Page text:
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Director Martin Scorcese
Paramount Pictures
161 minutes

A couple of decades ago I stumbled on the novel Silence by Shusako Endo, and reading it again this year I was struck by how fresh and timeless Endo’s writing continues to be. It’s easy to see why Martin Scorcese was attracted to this compelling story of faith under fire set in the context of 16th Century Japan, a culture that appears to be almost completely impervious to the gospel.

Does the film manage to capture the tension that is at the heart of Japanese cultural engagement with the outside world? Yes; it does so brilliantly, along with the tension within the main characters as they wrestle with the cost of faithfulness to the gospel.  

The three priests Rodrigues and Garrpe and Ferreira, and the mysteriously ambiguous Japanese figure Kichijiro, all respond to the challenge in contrasting ways.

The film is long and unfolds its overtly spiritual themes slowly; at times, I found it strange that I was in a cinema watching a film on general release. The depiction of torture is very graphic; what is left to the imagination in reading Endo’s novel is laid devastatingly bare in the cinema!

I guess it is obvious why Christians would want to watch this film. Themes of mission in a hostile environment, persecution, and the need for sensitivity in communicating the gospel in a different culture, are all poignantly relevant to the 21st century Church.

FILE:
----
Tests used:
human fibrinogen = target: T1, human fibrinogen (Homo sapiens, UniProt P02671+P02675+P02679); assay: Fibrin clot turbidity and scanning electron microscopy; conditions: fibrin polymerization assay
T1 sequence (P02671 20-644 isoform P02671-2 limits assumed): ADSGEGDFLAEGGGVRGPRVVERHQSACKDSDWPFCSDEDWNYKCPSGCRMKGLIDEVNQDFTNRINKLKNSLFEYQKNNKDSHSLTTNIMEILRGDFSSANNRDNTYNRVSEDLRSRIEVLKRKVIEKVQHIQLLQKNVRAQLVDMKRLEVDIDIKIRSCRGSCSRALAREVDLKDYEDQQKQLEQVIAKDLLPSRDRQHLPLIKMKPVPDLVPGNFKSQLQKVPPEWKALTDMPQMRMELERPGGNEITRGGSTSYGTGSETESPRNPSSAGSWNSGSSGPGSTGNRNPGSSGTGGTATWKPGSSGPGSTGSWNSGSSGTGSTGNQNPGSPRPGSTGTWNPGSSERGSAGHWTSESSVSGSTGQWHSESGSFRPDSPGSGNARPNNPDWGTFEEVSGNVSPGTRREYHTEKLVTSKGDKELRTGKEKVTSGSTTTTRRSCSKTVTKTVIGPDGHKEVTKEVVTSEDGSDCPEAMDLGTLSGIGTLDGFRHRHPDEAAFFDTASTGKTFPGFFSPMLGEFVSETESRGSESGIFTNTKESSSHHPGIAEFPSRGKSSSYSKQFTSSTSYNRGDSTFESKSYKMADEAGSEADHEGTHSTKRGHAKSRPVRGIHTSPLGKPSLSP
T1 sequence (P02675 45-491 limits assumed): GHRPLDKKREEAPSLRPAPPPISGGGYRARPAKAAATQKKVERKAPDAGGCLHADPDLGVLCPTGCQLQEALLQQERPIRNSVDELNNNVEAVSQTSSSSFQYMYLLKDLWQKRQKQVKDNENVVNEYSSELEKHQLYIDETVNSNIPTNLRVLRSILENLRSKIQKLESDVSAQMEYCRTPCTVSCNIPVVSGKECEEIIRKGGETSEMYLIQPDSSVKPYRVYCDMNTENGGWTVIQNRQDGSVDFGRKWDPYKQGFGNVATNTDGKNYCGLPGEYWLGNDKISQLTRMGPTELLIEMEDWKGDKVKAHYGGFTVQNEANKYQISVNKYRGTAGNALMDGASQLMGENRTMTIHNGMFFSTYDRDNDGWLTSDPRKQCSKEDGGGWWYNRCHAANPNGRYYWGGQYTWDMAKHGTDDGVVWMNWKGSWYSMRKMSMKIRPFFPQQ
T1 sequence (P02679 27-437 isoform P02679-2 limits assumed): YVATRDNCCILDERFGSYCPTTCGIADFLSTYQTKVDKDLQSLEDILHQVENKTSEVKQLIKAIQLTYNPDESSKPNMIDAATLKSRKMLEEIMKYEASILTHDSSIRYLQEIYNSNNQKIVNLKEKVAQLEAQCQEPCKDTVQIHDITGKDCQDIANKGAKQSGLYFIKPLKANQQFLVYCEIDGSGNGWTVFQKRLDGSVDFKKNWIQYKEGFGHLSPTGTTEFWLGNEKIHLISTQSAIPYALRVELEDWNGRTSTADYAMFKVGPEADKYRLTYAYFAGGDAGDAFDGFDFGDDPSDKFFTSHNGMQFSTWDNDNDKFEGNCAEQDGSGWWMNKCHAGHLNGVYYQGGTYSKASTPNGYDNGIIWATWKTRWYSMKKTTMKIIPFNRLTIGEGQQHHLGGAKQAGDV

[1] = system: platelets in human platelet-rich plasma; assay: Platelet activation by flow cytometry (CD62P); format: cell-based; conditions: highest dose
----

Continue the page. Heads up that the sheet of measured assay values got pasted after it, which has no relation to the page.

Maybe the most compelling theme is the struggle Christians have when praying before, what seems to be, a wall of silence. Another interesting observation in the film is how a culture might read Christianity through its own cultural lenses, adopting a sentimental mix of old and new spiritual ideas.

For some the many harrowing scenes of torture in this film will be just too much to bear. If the viewer makes it to the end, there are moments of hope that break through. Maybe it is the darkest night that allows us to see the brightest stars.


The back story to the novel is beautifully explored by the Japanese American artist Makoto Fujimura in his book Silence and Beauty.

Shusako Endo – Silence (with an illuminating forward by Martin Scorcese) Picador 288 pages £8.99 ISBN 978-1447299851

Makoto Fujimura – Silence and Beauty: Hidden Faith Born of Suffering IVP 263 pages £19.99 ISBN 978-0830844593

As always the good folk at Damaris have done a great job in providing study materials for reflection and use in evangelism.

John Woods (Pastor at Lancing Tabernacle in West Sussex)

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